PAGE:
The maximum depth of material to be removed when regrinding to a level the surface joining cylinder block to hear is “0.5mm” (0.02″) according to the factory service bulletin. This limit should not be exceeded so as not to change the compression ratio beyond the standard allowance, or knocks will take place.
However, if the above said maximum limit is approached, take care to cut a new chamfer around the edge of the combustion chamber to prevent any interference with piston when at top dead center.
As further reference, the table below show the initial and final dimension measured between the surfaces which join the cylinder head to cylinder block and to camshaft cover:
1300 & 1600cc engines Initial 112 mm (4.4094″) min. allowed 111.5mm (4.3898″)
Any older Alfa head, no longer in production, is a bad candidate for milling to get compression increases. Pistons and liners are cheaper, than no-longer available heads. If you spend much time reading the BB posts, you will uncover sad stories from owners of 750 & 101 1300 heads, that have been “milled-to-death”. Some are no longer salvageable, others require serious over-bore to prevent the intake valve being shielded by the edge of the liner.
I have seen cylinder heads milled to where they were useless. A case in point, a 2600 Spider came to my shop with a blown head gasket (the two piece kind) and I sent it out to a reputable machine shop to just give it a minimal cut. When I got the head back I almost freaked out at the counter. The machinist in all good intentions milled off all of the corrosion. The cut was more than .15″ as it cut the head all the way to the edge of the valve seats. Worst part was it was on a 2600 cylinder head and cost the shop a lot of money to find one to replace it.
So where do you measure from to check your head? I prefer in the front of the head in the middle inside the chain cavity, measuring the meat of the head. I measured a 1750 head I have here and it read 111.84 mm. Effectively you are measuring from point A to point B using a very accurate set of calipers.
When a head is milled to many times, about 5 times (.002″ each time) to a depth of .010″ usually the head is toast. The hardest cut I have taken is .005″ because the head had been run with a bad gasket and it was between cylinders 2 & 3 making a groove.
When you cut to much, the valves begin to interfere with the piston. This is when you get an old used head gasket to put on the block, some modeling clay and you turn the cams with the pistons at TDC to see if they will clear. This isn’t a definitive test as it might clear in static mode, but when you run the engine and the valves are being extended, this is when you might kiss a valve and bend it. Then the valve could snap off and the “rest is history” as they say.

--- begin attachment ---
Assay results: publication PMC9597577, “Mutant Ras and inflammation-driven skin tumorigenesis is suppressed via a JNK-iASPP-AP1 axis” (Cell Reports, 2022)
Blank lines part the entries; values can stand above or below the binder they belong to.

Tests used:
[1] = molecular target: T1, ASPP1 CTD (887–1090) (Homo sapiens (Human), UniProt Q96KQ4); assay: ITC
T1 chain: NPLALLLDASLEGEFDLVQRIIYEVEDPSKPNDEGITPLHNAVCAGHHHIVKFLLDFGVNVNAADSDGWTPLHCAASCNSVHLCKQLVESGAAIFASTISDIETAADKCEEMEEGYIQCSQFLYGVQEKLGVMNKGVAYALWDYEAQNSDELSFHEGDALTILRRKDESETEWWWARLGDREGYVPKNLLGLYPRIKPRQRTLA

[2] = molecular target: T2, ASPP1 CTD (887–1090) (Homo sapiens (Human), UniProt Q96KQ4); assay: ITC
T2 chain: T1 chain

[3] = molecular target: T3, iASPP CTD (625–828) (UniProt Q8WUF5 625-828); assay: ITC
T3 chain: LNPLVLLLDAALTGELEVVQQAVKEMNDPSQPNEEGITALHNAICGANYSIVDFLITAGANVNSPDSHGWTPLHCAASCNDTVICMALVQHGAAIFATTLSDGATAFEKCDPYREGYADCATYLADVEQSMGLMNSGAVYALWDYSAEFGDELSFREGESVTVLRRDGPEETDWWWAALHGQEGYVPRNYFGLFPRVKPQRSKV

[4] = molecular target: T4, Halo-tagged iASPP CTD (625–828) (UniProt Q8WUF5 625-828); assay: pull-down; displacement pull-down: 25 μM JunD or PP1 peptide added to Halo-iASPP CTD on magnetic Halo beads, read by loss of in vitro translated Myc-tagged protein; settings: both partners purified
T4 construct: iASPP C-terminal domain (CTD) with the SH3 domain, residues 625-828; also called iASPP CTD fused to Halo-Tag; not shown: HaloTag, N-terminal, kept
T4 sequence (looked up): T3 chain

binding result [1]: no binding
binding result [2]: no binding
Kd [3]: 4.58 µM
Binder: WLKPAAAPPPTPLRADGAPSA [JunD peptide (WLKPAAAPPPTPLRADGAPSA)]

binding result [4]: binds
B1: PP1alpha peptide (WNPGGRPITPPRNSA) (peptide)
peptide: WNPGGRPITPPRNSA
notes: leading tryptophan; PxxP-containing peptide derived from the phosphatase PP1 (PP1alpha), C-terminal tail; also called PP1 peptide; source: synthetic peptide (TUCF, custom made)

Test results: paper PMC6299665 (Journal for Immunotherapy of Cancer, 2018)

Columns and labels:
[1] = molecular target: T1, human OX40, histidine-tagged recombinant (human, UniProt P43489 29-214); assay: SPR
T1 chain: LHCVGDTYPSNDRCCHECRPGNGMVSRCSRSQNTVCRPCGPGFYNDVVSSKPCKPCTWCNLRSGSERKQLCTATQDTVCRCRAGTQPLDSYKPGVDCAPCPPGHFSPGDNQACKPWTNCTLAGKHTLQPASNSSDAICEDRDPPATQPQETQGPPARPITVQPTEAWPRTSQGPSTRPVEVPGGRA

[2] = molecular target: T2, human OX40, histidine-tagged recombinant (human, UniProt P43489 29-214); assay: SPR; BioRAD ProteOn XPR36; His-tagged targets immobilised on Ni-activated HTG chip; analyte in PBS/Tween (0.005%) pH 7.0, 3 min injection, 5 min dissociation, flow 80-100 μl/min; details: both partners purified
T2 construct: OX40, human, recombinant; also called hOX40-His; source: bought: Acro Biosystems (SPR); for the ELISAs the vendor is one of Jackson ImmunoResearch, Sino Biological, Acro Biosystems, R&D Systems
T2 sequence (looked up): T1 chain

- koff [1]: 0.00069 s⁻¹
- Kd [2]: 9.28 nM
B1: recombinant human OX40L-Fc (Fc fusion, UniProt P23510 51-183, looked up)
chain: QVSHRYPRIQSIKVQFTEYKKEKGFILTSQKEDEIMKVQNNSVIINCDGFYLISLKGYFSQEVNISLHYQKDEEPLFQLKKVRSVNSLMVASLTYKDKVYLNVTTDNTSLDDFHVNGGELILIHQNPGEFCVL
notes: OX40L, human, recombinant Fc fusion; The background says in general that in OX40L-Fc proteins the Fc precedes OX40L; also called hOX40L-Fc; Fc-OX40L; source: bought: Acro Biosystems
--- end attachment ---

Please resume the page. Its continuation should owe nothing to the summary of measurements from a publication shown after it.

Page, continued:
Let me state this, racers cut heads to improve compression ratio beyond what is normal. In addition they usually use pistons with deep pockets for the valve or they mill the piston so that the valve face will clear and not have interference. This is something you don’t undertake lightly as it takes precision and experience to make this work.
I can see your mind turning , “What if the head is beyond limits, what do I do now?” The best thing you can do is get or make a copper head gasket that is thicker than a normal head gasket and put that on. That will keep your compression down and minimize your interference. A stock head gasket material I measured was 2.05 mm if that is any help. A friend of mine Howard Jackson, who has since passed on, had a copper head gasket milled for him, he heat annealed it, put copper spray gasket sealer on it with new o-rings and it never gave a bit of problems. I have also heard of thicker stock head gaskets being offered, but I have no clue who has those.
Let me close this by saying…never throw a cylinder head away until you have exhausted all possible intake from racers, machinists etc.
You have a story about milling a cylinder head, post it to comments.
(The source for this post came from a factory service bulletin dated 12/3/1965, in which I elaborated on my experience with cylinder heads)